Similar to pain, obesity impacts the older adult population broadly such that 1 in 3 older adults is obese [7]. Unfortunately, pain becomes more common with increasing body mass index (BMI; [8]), and obesity exacerbates many of the adverse health effects of chronic pain. Obesity contributes to increased pain severity [9], with abdominal obesity nearly doubling the risk for chronic pain in older adults [10], and it negatively impacts the musculoskeletal system [11] by increasing mechanical stress on the body [12], inducing physical limitations and bodily pain. In fact, higher daily ratings of pain severity are associated with decreased physical performance in older adults [13].

The experience of pain varies across the day [14]; it is complex and multidimensional [15]. This experience is marked by an interaction between interoceptive cues and the cognitive and emotional responses that modulate the perception of pain. Pain perceptions can contribute to decrements in physical function [13] and withdrawal from physical [16] and social activities [4]; these then feed back onto both interoceptive cues, cognition, and emotion (see Figure 1). Previous evidence suggests that targeting cognitive and emotional responses can buffer the pain response [17-19], and brief mindfulness-based breathing exercises have been shown to ameliorate acute pain responses [20]. Given that chronic pain interferes with behavioral self-management [21], we expect that cueing these brief exercises (see [20]) alongside light to moderate movement at key moments (ie, before peaks in pain and affective lows; see the section titled “Individually Adaptive Content”) will be instrumental in supporting lasting behavior change in this population.

We suggest that promoting light to moderate physical activity across the day will be important for improving pain and reducing weight in this population for several reasons. Long bouts of sedentary behavior (SB) negatively impact metabolic health independent of participation in moderate to vigorous physical activity (MVPA [22,23]), and intervening on SB by promoting postural shifts and the accumulation of activity across the day is effective for promoting long-term weight loss in older adults [24]. This approach to reducing SB results in a larger total volume of physical activity relative to MVPA promotion while producing fewer aversive physical sensations and is often preferable to older adults and those with compromised function [23,25]. Still, intervening on SB carries unique challenges. Individuals must be made aware of their patterns of activity across the day, and in turn must regularly apply strategies to address unhealthy patterns of sitting (ie, the presence of long, unbroken SB bouts).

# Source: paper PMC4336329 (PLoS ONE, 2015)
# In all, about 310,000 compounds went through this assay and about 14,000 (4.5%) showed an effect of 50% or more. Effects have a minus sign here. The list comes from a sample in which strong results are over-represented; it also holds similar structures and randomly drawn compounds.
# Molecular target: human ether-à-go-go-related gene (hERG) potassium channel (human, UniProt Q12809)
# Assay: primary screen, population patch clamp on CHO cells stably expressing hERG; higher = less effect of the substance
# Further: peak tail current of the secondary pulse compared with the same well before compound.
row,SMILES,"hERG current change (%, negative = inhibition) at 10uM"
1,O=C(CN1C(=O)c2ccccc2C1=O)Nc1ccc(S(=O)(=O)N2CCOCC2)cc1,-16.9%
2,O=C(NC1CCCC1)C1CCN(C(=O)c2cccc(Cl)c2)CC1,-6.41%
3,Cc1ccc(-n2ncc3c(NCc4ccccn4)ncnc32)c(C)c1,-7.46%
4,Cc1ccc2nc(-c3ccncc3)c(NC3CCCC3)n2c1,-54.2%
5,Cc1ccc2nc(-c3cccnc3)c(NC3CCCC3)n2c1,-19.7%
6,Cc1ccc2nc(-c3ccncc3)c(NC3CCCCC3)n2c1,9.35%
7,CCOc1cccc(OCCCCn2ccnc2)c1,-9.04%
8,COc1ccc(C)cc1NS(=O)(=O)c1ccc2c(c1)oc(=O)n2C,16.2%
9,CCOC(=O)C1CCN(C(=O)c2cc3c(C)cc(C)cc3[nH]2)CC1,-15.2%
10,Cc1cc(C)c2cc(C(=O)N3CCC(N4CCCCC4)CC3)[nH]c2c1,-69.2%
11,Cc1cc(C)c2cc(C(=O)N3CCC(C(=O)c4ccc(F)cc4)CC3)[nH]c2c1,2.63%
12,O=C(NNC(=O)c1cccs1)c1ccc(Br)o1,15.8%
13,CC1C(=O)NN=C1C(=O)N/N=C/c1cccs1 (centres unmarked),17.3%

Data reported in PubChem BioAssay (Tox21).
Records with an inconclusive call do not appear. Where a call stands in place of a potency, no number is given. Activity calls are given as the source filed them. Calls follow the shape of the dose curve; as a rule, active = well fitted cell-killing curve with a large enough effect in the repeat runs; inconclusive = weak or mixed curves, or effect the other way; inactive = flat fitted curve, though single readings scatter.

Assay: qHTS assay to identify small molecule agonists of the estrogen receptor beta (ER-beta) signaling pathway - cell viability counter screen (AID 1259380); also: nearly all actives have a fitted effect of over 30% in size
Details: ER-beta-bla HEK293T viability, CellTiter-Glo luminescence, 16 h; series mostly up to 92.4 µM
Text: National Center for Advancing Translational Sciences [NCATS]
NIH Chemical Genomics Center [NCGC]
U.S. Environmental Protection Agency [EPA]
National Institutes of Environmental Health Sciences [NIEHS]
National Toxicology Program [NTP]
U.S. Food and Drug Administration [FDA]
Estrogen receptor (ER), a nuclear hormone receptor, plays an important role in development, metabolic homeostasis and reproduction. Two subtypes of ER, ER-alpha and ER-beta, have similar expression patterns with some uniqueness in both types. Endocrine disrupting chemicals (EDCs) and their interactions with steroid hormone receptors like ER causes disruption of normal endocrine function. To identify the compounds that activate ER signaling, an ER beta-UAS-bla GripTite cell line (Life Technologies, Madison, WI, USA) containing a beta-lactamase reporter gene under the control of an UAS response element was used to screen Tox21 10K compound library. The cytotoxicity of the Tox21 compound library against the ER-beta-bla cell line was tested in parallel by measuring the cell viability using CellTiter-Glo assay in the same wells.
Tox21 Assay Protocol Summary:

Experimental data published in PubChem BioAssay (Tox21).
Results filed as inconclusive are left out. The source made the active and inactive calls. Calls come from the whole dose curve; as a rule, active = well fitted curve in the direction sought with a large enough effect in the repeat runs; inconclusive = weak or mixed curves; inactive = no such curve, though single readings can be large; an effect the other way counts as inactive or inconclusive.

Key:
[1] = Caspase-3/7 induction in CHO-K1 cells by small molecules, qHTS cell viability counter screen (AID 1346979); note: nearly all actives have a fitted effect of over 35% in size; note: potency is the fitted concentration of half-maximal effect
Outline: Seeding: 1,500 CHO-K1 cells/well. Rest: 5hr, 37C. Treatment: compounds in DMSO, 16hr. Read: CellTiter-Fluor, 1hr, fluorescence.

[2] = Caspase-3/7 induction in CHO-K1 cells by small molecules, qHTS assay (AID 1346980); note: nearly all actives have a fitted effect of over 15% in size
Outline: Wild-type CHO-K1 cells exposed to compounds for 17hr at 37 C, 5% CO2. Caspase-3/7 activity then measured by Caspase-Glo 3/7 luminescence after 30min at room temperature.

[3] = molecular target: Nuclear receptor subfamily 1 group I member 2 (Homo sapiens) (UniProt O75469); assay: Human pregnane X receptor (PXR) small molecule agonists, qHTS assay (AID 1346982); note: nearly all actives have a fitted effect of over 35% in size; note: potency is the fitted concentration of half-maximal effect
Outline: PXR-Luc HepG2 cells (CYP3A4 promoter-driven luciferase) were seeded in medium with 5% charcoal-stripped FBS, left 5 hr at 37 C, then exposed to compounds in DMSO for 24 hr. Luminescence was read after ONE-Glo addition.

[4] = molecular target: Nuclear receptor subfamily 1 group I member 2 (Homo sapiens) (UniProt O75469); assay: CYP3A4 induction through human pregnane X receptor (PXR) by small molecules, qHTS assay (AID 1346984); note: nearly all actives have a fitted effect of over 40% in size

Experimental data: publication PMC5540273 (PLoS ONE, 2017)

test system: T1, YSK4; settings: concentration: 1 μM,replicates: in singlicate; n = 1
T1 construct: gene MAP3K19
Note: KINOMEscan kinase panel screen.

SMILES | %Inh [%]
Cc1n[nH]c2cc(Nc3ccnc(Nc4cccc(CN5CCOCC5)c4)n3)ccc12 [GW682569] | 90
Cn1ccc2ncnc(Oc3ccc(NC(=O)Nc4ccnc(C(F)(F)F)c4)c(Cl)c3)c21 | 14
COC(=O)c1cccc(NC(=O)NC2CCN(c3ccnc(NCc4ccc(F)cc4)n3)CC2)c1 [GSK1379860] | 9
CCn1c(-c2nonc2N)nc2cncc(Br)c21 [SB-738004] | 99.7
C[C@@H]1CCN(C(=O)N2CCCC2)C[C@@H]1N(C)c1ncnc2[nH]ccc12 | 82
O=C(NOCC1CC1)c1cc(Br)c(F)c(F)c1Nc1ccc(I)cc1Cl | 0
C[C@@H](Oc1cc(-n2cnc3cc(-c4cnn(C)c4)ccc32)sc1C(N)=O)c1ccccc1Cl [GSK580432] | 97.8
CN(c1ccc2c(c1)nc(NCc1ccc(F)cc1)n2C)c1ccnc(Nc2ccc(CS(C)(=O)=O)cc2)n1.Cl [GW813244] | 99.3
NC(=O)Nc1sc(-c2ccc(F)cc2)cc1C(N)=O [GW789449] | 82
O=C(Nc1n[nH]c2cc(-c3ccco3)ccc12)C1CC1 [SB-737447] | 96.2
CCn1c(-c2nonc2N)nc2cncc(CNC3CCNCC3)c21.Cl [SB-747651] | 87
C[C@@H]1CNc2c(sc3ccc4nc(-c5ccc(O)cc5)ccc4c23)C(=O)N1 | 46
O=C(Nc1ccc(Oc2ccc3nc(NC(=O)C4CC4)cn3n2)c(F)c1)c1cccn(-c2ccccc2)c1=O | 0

Given the unique challenges faced by older adults with chronic pain, intervention strategies are needed that can provide real-time intervention content to support changes in diet and activity patterns across the day. These methods need to tailor content to individuals’ daily pain experiences, bring the intervention to the participant, and help to combat social isolation. Fortunately, advances in consumer technologies—including the widespread use of smartphone and tablet devices across demographic groups [26] and increased popularity of consumer monitoring devices—for the first time facilitate this type of immersive, home-based intervention targeting sedentary and diet behaviors across the day. The purpose of the Mobile Intervention to Reduce Pain and Improve Health (MORPH) is to develop and test the feasibility of an innovative and broadly scalable theory- and evidence-driven group telecoaching and mHealth intervention that aims to reduce SB while promoting day-long movement and dietary weight loss. The MORPH intervention comprises 3 core components: (1) weekly group telecoaching sessions; (2) highly engaging weekly animated educational videos; and (3) MORPH Companion, a package of mHealth tools that together target weight loss and SB with the aim of reducing pain and enhancing physical function in overweight/obese adults with chronic pain (see Figure 2).